A brand audit is an assessment of your brand from internal and external perspectives to find out how it is being marketed and how it is being perceived by others.
Brand audits have to be conducted on a regular basis to ensure that the way you think you are portraying your brand is aligned with the customers’ perception of your brand. With this exercise, gaps identified can then be immediately rectified to ensure that no damage is done to your brand and consistency can be maintained in your branding activities.
A match in internal and external perspectives means that what you are trying to communicate is being accepted, understood and remembered by consumers. Any mismatch in internal and external perspectives may result in ineffectiveness or undesirable outcome for your company and brand.
An important part of an internal brand audit is to look at how your brand is being communicated to employees, find out if they understand your brand and whether they know their role in disseminating the brand message.
>> Believe in your brand.
>> Communicate your brand.
>> Deliver your promise.
Interview with Employees
1) Prepare your interview questions and tailor them according to different employees.
2)Generate a back-and-forth conversation so that the interviewee is put at ease.
3)Your interview should be detailed and long enough such that your interviewee can feel your sincerity and effort to hear them out.
4)Make sure all your questions are answered. Guide your interviewee back on track if necessary.
5)Include open-ended conversation to gather unexpected insights.
You will also need to look through all your marketing and corporate materials, product packaging and any other items bearing your brand.
Go through the following checklist to check for appropriate and consistent delivery of your brand message.
Define your brand.
Communicate your brand.
Deliver your promise.
In an external brand audit, you will need to engage consumers to understand what and how they think and feel about your brand.
A direct approach to external brand audit gathers direct responses on what consumers think and feel about your brand.
Focus group is a popular method used to gather opinions on a company’s products or services. It is relatively inexpensive and easy to conduct and can yield valuable information for your company to identify gaps and improve. You may follow the guidelines below on conducting your own focus group.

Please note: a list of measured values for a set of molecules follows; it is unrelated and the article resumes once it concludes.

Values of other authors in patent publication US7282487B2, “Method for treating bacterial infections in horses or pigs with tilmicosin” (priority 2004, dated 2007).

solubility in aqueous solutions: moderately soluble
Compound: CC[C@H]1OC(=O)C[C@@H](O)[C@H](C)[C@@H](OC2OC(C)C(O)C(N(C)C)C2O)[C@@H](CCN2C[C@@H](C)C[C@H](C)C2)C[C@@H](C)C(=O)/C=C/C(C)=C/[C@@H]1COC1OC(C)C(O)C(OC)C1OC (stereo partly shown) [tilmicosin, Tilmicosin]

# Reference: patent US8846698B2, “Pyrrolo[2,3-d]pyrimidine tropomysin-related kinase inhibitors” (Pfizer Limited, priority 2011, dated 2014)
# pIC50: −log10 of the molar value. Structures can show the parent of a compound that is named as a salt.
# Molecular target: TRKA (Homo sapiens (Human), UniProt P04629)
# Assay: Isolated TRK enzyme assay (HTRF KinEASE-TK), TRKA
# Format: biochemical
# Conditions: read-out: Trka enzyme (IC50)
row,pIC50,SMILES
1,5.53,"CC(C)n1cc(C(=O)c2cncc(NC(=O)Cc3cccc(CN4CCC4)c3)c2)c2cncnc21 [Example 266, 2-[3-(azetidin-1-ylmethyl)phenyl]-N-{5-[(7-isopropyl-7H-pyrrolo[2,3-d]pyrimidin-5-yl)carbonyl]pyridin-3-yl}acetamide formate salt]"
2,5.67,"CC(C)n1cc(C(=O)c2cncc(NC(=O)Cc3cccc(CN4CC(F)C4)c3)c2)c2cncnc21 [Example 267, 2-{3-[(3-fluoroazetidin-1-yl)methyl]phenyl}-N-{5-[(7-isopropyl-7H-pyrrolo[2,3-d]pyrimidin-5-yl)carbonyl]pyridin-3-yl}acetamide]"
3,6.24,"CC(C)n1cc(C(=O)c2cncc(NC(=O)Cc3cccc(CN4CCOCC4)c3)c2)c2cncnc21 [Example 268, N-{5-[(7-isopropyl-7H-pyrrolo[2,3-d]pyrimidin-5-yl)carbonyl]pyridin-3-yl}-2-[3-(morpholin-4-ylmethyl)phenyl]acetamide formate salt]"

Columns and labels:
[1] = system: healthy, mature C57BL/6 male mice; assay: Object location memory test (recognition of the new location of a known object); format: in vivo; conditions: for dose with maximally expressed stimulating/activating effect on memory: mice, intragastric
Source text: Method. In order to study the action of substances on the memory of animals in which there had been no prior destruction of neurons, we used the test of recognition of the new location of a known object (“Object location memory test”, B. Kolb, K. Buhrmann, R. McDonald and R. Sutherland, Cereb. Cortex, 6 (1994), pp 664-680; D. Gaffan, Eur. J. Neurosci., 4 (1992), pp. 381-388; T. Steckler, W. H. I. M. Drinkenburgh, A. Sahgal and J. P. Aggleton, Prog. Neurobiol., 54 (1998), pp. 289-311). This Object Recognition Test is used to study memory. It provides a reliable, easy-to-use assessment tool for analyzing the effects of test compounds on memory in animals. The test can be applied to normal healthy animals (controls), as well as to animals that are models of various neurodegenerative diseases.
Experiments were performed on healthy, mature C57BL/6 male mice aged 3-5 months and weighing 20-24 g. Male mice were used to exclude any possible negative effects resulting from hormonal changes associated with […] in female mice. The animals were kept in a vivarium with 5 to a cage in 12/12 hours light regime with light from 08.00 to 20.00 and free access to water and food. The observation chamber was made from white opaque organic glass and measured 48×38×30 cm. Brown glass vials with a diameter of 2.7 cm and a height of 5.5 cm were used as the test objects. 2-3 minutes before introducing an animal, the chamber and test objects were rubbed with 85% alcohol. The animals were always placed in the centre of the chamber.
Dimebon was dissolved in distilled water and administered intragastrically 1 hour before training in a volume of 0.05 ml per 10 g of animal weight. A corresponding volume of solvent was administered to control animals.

Tips for Conducting Focus Groups
1) Your focus group session should not be more than an hour or so. Remember that the average adult’s attention span is only 20 minutes.
2) Your questions should move from general to specifics.
3) You may wish to prepare a script outlining the sequence of events to facilitate the session. It will also help you stay on track and on time.
4) Limit the number of participants to 8 ~ 12.
5) Be appreciative of your interviewees. Remember they are your customers. Thank them for their time and give each participant a token of appreciation. This could be cash or a sampling of your product.
As with a focus group, you need to define your purpose and identify your interviewees to conduct personal interviews with.
Suggest a date and time for an interview session for each participant instead of leaving it open-ended. This facilitates the fixing of appointments and gives you greater control over the period during which all interviews can be completed.
When developing the questions, remember that they should address what you seek to find. Always try to keep your questions open-ended by starting them with Who, What, Where, When, Why and How. Starting a question with “Do you…” solicits a “Yes” or “No” answer. Remember that you need to open up the conversation to get people to express their thoughts freely.
Record your interviews if the interviewees are comfortable with the idea and it will not cause them to be hesitant in speaking. You can then make short notes and concentrate on engaging your interviewees to get them to provide honest feedback and deeper answers. Remember that you need to ask for permission from your interviewees if you wish to record them, and give them the option of opting out if they are uncomfortable.
Tips for Conducting Personal Interviews
1) Ask the question, and then pause to allow interviewees to gather their thoughts. Do not offer answers for them to choose from.
2) To avoid misinterpretation, summarise key points along the interview and repeat it to your interviewees to confirm or clarify.
3) While conducting the interview, be neutral, even-toned, and accepting.
4) Be appreciative of your interviewees. Remember they are your customers. Thank them for their time and give each participant a token of appreciation. This could be cash or a sampling of your product.
An indirect approach to external brand audit utilises projective techniques to uncover deep-rooted thoughts that may not surface as a result of direct questioning.
It allows you to understand your customers’ true feelings about your brand by tapping on their underlying thought processes that may not be immediately available or obvious even to themselves.
Other Possible Association Methods
Find out the profile of typical users of your brand.
Find out the reasons customers use your brand.
Find out what your brand personality is.
Analysing perceptual maps allows you to see what you need to do to strengthen or reposition your brand.
Competitors' brands placed near your brand are perceived by your customers to have similar attributes with your brand. They are your immediate competition, targeting the same group of customers for their dollar.
An example of a perceptual map on soap is shown below. A consumer who wants to buy a deodorant soap with low moisturising qualities will consider Palmolive Gold, Imperial Leather, Cashmere Bouquet and even Lux. Sunlight on the other hand will not be considered due to its perceived non-deodorant quality.